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Riyadh Undermining Climate Deal at COP21 - NGO Observer

© Fotolia / marrakeshhSaudi Arabia has taken an extremely nonconstructive stance during the ongoing Paris talks on climate change (COP21) and is undermining the Paris Climate Agreement that almost 200 nations are trying to hammer out, an NGO with an observer status at COP21, told Sputnik.
Saudi Arabia has taken an extremely nonconstructive stance during the ongoing Paris talks on climate change (COP21) and is undermining the Paris Climate Agreement that almost 200 nations are trying to hammer out, an NGO with an observer status at COP21, told Sputnik. - Sputnik International
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Saudi Arabia has taken an extremely nonconstructive stance during the ongoing Paris talks on climate change (COP21) and is undermining the Paris Climate Agreement that almost 200 nations are trying to hammer out, an NGO with an observer status at COP21, told Sputnik.

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PARIS (Sputnik), Anastasia Levchenko — The parties to the climate talks are set to sign a legally binding deal, the draft text of which is already prepared. The objective of the agreement is to prevent the global warming by more than 1.5 degrees Celsius, as warming by 2 degrees is scientifically proven to be catastrophic for the planet, especially for small island nations.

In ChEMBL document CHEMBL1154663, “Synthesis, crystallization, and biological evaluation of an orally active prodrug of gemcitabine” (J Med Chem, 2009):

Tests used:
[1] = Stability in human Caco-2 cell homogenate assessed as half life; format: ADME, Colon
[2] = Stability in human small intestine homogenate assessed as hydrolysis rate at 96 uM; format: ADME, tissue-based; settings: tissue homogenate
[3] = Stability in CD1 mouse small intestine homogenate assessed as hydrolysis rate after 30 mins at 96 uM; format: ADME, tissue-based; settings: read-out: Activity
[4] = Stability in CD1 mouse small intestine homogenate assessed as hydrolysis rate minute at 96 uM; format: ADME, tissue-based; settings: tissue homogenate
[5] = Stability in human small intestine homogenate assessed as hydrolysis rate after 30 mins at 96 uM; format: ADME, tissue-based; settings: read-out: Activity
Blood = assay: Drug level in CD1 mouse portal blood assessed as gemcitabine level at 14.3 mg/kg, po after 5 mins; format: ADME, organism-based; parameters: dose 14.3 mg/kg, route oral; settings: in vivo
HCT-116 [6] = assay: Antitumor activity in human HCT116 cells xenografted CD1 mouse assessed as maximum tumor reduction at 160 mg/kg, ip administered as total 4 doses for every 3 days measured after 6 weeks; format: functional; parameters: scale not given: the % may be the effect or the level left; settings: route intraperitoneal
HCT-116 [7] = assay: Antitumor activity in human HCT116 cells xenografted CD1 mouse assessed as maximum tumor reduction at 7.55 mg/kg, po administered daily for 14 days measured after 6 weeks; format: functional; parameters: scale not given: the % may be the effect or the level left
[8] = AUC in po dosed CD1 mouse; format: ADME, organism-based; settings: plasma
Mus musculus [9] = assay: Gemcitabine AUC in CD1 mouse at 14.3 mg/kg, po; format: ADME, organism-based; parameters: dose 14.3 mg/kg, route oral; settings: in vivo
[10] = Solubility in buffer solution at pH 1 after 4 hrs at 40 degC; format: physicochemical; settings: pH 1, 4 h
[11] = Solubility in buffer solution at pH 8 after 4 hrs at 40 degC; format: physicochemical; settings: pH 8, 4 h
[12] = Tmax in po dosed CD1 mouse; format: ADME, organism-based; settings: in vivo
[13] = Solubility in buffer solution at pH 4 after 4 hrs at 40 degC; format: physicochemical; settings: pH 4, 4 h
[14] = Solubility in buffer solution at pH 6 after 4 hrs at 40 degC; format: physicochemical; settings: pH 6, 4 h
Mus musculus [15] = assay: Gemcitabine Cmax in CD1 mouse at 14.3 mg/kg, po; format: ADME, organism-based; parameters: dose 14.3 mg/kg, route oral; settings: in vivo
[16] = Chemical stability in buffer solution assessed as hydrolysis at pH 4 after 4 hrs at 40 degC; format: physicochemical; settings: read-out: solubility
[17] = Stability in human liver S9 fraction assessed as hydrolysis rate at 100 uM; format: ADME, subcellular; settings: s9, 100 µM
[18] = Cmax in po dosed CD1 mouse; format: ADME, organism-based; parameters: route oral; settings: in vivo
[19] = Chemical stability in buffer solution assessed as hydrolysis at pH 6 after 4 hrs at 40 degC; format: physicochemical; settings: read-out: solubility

"Saudi Arabia has been blocking on a number of fronts. First, they have been opposing any reference to 1.5 degrees, which is a key issue and a threshold for the vulnerable countries' survival," Liz Gallagher, Programme Leader of Climate Diplomacy at Third Generation Environmentalism (E3G) said.

According to Gallagher, Saudi Arabia is also opposing "trying to align with the broader financial investments."

"Of course, Saudi Arabia is an oil-based economy, so it doesn't have a vested interest in seeing a strong outcome of this negotiation process," Gallagher said adding that Riyadh claimed it had no funds to help developing countries adapt to reducing emissions and asked for money for technology.

The Paris talks aim to reach a legally binding agreement that would replace the 1997 Kyoto Protocol, dealing with the reduction of greenhouse gas emissions.

It is CO2 emissions that mainly cause greenhouse effect and, thus, global warming. These emissions are produced by energy industries — as a result of burning oil, coal or gas. The deal could heavily impact the Saudi economy as it is oil-based.

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